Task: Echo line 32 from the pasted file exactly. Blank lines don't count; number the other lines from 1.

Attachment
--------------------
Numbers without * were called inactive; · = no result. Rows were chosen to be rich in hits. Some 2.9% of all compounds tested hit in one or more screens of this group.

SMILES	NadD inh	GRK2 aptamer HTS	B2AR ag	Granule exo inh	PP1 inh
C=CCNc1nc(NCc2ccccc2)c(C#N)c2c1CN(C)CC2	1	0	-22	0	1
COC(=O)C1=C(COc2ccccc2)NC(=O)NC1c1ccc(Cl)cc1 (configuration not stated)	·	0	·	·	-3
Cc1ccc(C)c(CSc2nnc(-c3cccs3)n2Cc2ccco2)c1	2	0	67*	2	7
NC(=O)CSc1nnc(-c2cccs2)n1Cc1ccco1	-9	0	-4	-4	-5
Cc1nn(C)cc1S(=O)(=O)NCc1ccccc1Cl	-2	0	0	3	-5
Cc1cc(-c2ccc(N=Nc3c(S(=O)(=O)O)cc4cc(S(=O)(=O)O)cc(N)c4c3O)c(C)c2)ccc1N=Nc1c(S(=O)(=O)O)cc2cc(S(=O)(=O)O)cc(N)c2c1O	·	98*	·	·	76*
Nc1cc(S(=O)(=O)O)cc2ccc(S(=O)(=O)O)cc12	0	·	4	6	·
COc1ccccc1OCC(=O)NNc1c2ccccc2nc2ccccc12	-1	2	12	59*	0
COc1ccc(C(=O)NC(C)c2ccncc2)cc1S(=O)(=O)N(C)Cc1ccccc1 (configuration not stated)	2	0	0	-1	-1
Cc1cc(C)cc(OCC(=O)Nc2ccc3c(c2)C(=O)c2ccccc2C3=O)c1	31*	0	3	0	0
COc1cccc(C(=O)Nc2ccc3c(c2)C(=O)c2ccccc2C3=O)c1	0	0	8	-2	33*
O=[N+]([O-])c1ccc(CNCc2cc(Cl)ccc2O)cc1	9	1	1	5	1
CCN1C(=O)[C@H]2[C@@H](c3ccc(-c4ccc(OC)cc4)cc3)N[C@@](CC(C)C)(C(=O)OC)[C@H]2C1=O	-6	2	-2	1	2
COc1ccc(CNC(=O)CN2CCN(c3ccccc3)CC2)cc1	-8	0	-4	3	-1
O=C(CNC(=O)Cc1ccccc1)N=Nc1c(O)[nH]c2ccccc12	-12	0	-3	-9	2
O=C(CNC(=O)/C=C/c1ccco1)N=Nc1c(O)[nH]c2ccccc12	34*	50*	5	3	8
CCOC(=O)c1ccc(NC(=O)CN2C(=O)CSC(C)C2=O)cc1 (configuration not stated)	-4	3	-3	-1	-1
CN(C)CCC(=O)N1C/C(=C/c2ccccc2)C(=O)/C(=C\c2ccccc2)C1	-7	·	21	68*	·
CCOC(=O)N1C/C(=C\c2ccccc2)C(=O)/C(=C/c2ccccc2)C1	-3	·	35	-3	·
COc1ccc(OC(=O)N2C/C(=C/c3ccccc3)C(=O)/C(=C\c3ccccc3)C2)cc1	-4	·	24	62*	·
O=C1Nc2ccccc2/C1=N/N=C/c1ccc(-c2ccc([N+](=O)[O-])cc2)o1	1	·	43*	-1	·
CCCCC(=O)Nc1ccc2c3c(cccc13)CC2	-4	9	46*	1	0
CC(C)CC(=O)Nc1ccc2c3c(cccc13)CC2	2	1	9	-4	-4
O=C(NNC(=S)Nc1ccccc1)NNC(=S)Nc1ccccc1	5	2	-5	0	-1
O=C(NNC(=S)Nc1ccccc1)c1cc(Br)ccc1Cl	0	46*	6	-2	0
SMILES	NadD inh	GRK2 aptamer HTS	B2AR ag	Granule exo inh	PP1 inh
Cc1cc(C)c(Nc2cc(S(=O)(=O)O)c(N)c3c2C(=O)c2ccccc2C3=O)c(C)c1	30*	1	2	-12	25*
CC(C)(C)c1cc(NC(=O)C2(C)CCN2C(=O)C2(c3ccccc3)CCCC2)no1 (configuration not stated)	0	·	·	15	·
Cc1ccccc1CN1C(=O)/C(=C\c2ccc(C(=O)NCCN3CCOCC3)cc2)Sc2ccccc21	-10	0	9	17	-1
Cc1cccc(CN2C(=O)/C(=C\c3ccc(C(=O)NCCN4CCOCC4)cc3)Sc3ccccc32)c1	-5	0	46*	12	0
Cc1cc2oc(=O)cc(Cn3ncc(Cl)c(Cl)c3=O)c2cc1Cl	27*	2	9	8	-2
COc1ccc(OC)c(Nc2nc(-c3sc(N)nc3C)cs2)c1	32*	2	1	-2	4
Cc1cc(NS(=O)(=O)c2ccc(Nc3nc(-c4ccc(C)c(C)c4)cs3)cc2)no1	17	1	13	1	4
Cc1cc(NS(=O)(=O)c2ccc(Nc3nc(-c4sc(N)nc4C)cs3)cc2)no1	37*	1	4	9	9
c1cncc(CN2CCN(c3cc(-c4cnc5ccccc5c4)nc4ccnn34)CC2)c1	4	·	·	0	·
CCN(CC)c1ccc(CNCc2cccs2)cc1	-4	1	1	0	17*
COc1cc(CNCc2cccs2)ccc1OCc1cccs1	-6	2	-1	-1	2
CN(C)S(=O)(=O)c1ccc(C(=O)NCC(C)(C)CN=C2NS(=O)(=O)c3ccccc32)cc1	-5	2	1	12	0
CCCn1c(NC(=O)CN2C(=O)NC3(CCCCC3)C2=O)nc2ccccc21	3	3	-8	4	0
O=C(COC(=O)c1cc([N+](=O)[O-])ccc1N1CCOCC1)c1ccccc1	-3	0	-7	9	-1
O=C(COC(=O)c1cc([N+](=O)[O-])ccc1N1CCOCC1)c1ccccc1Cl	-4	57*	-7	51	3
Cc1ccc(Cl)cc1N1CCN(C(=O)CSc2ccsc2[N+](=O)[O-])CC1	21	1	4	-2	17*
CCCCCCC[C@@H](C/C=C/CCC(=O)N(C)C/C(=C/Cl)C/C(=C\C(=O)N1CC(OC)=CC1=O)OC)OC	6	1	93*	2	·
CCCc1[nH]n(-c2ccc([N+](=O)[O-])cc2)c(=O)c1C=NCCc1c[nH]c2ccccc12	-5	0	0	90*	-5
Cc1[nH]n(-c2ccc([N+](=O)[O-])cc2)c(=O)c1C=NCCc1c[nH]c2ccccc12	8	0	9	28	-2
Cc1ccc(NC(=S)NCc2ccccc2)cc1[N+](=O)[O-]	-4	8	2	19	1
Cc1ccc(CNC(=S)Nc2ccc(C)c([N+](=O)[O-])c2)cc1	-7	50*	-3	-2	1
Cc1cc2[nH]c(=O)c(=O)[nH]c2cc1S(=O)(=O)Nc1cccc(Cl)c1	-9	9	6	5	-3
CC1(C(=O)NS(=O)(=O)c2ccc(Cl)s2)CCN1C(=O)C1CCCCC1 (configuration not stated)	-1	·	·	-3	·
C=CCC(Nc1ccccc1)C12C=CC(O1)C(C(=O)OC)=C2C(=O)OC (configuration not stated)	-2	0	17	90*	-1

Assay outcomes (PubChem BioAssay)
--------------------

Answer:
Cc1cccc(CN2C(=O)/C(=C\c3ccc(C(=O)NCCN4CCOCC4)cc3)Sc3ccccc32)c1	-5	0	46*	12	0